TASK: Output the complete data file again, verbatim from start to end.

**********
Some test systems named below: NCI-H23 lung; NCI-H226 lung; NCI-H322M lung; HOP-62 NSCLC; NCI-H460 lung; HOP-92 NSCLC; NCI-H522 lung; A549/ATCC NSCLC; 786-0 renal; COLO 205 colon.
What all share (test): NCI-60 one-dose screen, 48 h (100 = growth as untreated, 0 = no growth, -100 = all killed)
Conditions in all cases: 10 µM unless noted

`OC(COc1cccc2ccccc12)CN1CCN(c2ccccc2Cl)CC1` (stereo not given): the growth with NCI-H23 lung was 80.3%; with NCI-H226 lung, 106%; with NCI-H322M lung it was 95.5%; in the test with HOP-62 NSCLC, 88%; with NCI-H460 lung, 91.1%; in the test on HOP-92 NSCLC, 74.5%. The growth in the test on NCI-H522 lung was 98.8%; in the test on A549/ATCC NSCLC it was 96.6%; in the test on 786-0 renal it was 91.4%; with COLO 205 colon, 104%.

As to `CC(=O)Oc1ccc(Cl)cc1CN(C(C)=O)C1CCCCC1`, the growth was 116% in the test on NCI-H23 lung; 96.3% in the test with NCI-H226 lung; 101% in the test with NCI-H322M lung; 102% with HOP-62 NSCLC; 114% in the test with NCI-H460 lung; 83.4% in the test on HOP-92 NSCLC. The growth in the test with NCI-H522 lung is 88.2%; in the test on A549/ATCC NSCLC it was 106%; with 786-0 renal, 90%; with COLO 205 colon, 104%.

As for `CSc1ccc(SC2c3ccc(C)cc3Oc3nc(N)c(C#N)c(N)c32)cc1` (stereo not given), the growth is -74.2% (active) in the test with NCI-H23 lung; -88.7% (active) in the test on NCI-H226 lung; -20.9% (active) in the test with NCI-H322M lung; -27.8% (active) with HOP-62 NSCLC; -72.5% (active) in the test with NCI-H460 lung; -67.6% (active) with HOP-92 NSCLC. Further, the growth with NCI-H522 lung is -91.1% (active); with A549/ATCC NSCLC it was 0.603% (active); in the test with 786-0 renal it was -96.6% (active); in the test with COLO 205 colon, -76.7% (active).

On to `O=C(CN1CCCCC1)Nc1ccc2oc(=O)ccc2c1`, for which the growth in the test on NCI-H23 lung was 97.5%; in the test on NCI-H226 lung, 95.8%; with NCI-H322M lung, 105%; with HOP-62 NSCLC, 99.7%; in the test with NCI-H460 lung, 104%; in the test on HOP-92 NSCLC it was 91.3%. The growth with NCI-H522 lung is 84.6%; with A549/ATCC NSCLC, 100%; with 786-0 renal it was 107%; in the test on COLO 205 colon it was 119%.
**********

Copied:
Some test systems named below: NCI-H23 lung; NCI-H226 lung; NCI-H322M lung; HOP-62 NSCLC; NCI-H460 lung; HOP-92 NSCLC; NCI-H522 lung; A549/ATCC NSCLC; 786-0 renal; COLO 205 colon.
What all share (test): NCI-60 one-dose screen, 48 h (100 = growth as untreated, 0 = no growth, -100 = all killed)
Conditions in all cases: 10 µM unless noted

`OC(COc1cccc2ccccc12)CN1CCN(c2ccccc2Cl)CC1` (stereo not given): the growth with NCI-H23 lung was 80.3%; with NCI-H226 lung, 106%; with NCI-H322M lung it was 95.5%; in the test with HOP-62 NSCLC, 88%; with NCI-H460 lung, 91.1%; in the test on HOP-92 NSCLC, 74.5%. The growth in the test on NCI-H522 lung was 98.8%; in the test on A549/ATCC NSCLC it was 96.6%; in the test on 786-0 renal it was 91.4%; with COLO 205 colon, 104%.

As to `CC(=O)Oc1ccc(Cl)cc1CN(C(C)=O)C1CCCCC1`, the growth was 116% in the test on NCI-H23 lung; 96.3% in the test with NCI-H226 lung; 101% in the test with NCI-H322M lung; 102% with HOP-62 NSCLC; 114% in the test with NCI-H460 lung; 83.4% in the test on HOP-92 NSCLC. The growth in the test with NCI-H522 lung is 88.2%; in the test on A549/ATCC NSCLC it was 106%; with 786-0 renal, 90%; with COLO 205 colon, 104%.

As for `CSc1ccc(SC2c3ccc(C)cc3Oc3nc(N)c(C#N)c(N)c32)cc1` (stereo not given), the growth is -74.2% (active) in the test with NCI-H23 lung; -88.7% (active) in the test on NCI-H226 lung; -20.9% (active) in the test with NCI-H322M lung; -27.8% (active) with HOP-62 NSCLC; -72.5% (active) in the test with NCI-H460 lung; -67.6% (active) with HOP-92 NSCLC. Further, the growth with NCI-H522 lung is -91.1% (active); with A549/ATCC NSCLC it was 0.603% (active); in the test with 786-0 renal it was -96.6% (active); in the test with COLO 205 colon, -76.7% (active).

On to `O=C(CN1CCCCC1)Nc1ccc2oc(=O)ccc2c1`, for which the growth in the test on NCI-H23 lung was 97.5%; in the test on NCI-H226 lung, 95.8%; with NCI-H322M lung, 105%; with HOP-62 NSCLC, 99.7%; in the test with NCI-H460 lung, 104%; in the test on HOP-92 NSCLC it was 91.3%. The growth with NCI-H522 lung is 84.6%; with A549/ATCC NSCLC, 100%; with 786-0 renal it was 107%; in the test on COLO 205 colon it was 119%.